Blix Aveny Skyline E-Bike Review – 2023
Blix Aveny Skyline Review: Overview
Poise, elegance and maybe a little European flair — For an electric bike that costs less than $2,000, the Blix Aveny Skyline has those features (and more) in spades.
In this Blix Aveny Skyline review, we’ll test the mettle of this Dutch-style electric commuter bike, including how well it climbs hills, comes to a stop and even how far you can make it on a single battery charge. Re-released in 2021, the Aveny Skyline is the latest edition of the Aveny model that blurs the line between cruiser comfort and commuter efficiency.
This is the third and final Blix electric bike review Electric Bike Report has done in relatively quick succession, and we’ve learned a few things as we’ve blitzed through much of the Santa Cruz-based company’s lineup: Namely, that simple elegance seems to be the name of Blix’s game. Blix e-bikes are straightforward and lack many of the newfangled frills we see on many other affordable e-bikes. Instead, they’ve clearly invested in quality components, solid geometry and a paint job that’s top-tier.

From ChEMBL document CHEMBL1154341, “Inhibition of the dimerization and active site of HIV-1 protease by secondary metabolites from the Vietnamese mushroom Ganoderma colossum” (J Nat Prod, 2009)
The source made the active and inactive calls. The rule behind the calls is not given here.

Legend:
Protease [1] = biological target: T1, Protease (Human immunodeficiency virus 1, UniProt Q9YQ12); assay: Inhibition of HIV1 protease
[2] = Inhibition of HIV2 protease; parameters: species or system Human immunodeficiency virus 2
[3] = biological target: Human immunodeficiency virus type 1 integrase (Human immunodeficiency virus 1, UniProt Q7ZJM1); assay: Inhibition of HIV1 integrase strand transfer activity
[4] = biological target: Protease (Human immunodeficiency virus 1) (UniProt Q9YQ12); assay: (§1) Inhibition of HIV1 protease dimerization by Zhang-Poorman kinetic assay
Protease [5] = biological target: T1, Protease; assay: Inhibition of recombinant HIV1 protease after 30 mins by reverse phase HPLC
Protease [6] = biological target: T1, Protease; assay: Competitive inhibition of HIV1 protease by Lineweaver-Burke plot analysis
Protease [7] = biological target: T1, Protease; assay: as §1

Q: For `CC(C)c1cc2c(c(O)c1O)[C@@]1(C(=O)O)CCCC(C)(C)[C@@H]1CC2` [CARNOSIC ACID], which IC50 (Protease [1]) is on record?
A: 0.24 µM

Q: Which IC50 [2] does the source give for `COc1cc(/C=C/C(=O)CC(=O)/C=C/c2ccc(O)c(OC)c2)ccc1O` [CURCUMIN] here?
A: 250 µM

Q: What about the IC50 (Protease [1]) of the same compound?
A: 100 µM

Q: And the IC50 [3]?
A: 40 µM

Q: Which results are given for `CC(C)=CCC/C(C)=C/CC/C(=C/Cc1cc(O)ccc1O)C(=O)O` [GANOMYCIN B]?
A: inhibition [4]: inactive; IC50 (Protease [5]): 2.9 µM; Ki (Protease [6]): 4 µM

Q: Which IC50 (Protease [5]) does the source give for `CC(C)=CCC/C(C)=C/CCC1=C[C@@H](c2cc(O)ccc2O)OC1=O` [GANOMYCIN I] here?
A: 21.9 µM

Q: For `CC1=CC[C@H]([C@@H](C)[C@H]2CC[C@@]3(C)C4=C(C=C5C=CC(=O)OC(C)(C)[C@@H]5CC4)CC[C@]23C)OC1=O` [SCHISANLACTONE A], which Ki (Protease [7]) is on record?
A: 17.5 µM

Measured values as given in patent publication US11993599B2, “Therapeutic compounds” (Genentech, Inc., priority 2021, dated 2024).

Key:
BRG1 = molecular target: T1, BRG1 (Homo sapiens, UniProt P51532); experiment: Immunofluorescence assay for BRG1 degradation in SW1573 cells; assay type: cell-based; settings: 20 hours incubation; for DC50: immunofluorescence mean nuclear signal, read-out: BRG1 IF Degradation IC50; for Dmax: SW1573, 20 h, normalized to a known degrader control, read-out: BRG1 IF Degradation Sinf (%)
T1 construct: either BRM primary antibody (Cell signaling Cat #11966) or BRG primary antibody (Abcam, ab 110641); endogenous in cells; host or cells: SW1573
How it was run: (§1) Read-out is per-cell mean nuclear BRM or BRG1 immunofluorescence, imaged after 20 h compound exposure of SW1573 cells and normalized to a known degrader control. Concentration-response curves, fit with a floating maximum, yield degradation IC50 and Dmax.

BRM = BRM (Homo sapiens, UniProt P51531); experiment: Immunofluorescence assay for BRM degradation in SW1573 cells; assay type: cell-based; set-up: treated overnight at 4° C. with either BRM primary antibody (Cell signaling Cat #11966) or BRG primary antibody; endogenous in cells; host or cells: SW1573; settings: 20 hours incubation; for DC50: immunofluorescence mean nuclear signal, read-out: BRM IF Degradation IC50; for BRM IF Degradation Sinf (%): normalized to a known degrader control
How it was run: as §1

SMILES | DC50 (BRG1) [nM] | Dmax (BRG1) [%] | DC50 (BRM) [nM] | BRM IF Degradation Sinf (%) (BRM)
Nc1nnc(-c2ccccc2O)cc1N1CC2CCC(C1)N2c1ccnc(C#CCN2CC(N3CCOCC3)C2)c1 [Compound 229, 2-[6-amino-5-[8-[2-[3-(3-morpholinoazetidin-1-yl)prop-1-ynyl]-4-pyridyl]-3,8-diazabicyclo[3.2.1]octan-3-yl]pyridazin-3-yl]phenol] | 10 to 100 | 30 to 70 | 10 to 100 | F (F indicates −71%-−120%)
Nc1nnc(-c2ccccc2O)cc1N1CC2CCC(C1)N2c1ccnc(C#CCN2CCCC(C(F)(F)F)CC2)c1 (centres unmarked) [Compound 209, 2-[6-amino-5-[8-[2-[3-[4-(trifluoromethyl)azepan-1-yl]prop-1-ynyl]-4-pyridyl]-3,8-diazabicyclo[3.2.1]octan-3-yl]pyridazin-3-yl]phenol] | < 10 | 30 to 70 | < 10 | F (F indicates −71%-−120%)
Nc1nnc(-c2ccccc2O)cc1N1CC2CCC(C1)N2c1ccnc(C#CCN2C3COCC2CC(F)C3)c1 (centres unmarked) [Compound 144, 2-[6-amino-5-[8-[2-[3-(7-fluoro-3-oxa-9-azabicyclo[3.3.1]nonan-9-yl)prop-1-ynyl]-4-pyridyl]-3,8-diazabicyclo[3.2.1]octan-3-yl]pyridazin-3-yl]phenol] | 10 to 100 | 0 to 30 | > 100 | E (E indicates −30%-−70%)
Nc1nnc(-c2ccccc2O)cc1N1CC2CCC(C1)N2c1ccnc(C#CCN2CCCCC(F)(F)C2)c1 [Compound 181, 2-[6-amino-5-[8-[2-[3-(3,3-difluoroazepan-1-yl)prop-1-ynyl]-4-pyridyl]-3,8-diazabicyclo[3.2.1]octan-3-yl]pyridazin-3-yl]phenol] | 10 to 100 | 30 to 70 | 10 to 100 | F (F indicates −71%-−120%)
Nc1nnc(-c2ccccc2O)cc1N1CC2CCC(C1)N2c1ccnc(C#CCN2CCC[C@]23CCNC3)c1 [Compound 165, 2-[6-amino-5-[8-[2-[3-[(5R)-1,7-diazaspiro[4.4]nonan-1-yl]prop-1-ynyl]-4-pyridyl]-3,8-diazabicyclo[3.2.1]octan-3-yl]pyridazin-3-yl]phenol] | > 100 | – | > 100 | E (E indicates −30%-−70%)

The Aveny Skyline, in my opinion, is a very well done electric commuter with high-brow styling and an extremely competitive price tag — but that’s not to say it’s faultless. Let’s dive into our real world impressions of the Blix Aveny Skyline.
- Bike feels very poised while riding. It handles predictably, easily and comfortably
- Like the other Blix e-bikes we’ve reviewed, the Aveny Skyline’s paint job is a level above the rest. Paint jobs like this remind me of classic cars.
- The 500W motor accelerates quickly in high PAS settings, but it cruises at a very nice and confidence inspiring speed.
- In a day and age where it’s very difficult to source name-brand parts, we love seeing a full Shimano drivetrain and Tektro brakes.
- This e-bike is very good at being a bicycle. It rolls very easily and is even pretty comfortable to pedal with the motor off. This helps the bike stay efficient and undoubtedly contributes to its impressive battery range.